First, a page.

If you would like to talk to someone about epilepsy, our trained advisers are here to help.
I was told nothing about epilepsy when I was diagnosed as a child. This had an impact on me and I grew up feeling insignificant to the medical profession.
Things were different back then, but I wish I had known about this charity and the support they offered.
I have since received really helpful advice and support from Epilepsy Action. So, I became a volunteer to help them support other people and to raise awareness of the condition.
I’m an Epilepsy Action Information Reviewer, which means that I review web content. I check to see if they explain the topic properly, in an accessible way without unexplained jargon.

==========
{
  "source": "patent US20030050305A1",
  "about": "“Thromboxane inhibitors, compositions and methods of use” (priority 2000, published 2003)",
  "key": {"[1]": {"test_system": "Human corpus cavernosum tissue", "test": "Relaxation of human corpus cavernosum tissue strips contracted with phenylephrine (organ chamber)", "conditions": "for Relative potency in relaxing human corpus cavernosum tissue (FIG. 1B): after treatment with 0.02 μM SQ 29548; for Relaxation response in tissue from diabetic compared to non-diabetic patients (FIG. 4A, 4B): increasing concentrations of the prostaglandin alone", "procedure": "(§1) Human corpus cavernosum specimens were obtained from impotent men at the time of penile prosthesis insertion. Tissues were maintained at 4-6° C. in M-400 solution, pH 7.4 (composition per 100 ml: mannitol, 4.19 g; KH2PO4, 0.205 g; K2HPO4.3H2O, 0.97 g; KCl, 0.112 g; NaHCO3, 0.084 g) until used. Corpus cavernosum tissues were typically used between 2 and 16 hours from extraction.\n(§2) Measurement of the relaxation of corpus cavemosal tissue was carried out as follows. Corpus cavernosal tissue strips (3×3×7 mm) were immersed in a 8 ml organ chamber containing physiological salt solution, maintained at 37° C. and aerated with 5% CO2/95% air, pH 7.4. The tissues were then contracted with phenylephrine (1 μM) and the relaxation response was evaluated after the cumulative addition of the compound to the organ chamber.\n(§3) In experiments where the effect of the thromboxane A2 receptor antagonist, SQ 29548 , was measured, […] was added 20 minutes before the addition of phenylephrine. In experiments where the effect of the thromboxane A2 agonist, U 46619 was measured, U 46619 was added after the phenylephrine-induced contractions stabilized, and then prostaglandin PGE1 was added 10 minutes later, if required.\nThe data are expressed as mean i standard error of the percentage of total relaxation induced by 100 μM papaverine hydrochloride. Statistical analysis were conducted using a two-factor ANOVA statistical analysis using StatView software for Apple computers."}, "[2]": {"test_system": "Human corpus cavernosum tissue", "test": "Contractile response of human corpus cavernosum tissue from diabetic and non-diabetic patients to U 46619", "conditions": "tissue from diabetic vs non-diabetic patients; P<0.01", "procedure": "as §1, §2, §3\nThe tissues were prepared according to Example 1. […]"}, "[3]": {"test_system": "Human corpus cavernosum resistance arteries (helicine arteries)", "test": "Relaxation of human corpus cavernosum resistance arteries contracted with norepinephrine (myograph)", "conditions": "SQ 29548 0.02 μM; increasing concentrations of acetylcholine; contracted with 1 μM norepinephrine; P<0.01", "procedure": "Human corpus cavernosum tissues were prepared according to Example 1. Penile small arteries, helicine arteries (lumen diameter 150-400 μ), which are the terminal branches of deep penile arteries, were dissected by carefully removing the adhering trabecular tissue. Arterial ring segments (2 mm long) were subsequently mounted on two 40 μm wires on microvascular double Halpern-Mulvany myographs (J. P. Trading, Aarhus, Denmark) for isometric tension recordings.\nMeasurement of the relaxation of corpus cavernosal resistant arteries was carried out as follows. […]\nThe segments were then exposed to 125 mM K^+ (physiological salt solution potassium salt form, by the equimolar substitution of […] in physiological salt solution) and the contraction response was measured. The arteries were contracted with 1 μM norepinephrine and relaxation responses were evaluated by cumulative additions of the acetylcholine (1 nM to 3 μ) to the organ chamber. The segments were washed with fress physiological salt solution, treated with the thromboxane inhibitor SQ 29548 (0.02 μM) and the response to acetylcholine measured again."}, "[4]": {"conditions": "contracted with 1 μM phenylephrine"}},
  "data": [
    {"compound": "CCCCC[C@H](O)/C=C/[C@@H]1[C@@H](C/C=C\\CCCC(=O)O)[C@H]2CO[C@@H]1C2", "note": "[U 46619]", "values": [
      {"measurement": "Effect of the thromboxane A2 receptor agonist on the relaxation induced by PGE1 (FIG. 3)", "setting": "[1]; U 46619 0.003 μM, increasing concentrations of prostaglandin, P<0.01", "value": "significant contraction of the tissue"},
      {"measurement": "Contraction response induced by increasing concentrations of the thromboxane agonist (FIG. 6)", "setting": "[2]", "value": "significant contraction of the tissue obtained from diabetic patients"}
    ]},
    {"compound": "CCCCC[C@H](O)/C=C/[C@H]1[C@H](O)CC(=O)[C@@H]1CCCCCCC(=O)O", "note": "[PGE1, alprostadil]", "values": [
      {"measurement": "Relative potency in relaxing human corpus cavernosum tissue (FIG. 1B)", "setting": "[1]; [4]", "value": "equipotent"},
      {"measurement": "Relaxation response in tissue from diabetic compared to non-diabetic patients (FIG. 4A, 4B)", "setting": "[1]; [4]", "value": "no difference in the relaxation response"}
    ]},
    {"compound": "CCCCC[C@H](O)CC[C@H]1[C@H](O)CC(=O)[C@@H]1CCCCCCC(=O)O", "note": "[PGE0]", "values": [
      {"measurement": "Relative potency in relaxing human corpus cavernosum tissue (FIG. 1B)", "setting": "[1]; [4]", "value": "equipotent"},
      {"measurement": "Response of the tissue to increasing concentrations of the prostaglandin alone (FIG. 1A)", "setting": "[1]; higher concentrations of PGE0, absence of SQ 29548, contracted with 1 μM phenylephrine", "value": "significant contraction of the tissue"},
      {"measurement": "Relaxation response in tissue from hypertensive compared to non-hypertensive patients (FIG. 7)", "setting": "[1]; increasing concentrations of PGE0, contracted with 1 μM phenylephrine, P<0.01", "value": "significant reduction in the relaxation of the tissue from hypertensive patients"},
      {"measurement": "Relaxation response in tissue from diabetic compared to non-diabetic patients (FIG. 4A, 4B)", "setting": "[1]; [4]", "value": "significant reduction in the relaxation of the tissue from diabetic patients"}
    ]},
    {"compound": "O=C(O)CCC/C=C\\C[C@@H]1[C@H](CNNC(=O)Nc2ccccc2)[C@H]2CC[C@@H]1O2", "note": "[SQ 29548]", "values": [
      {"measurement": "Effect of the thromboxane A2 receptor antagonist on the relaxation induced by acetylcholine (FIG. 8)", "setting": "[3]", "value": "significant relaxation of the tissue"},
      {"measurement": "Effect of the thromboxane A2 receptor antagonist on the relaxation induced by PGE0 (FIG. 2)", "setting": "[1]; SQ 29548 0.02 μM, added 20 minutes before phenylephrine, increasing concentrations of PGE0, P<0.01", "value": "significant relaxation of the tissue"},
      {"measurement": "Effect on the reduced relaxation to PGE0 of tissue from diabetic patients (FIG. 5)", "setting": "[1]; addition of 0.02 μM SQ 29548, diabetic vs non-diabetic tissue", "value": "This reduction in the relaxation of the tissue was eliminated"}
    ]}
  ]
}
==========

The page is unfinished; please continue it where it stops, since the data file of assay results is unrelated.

I enjoy volunteering to help people find information they need, especially anyone newly diagnosed. I know from my own experiences how worrying and confusing this time can be. Having the right information can be a huge help in adjusting to epilepsy.
Volunteering has been quite a learning curve. I’ve realised that epilepsy might affect me more than I thought. I am physically disabled, so some of the problems I have experienced I used to put down to my disability. But now I realise that epilepsy may also be a key factor. That in itself is eye-opening and makes me feel frustrated.
Volunteering with Epilepsy Action means we can keep up hugely helpful advice and information to help improve people’s lives.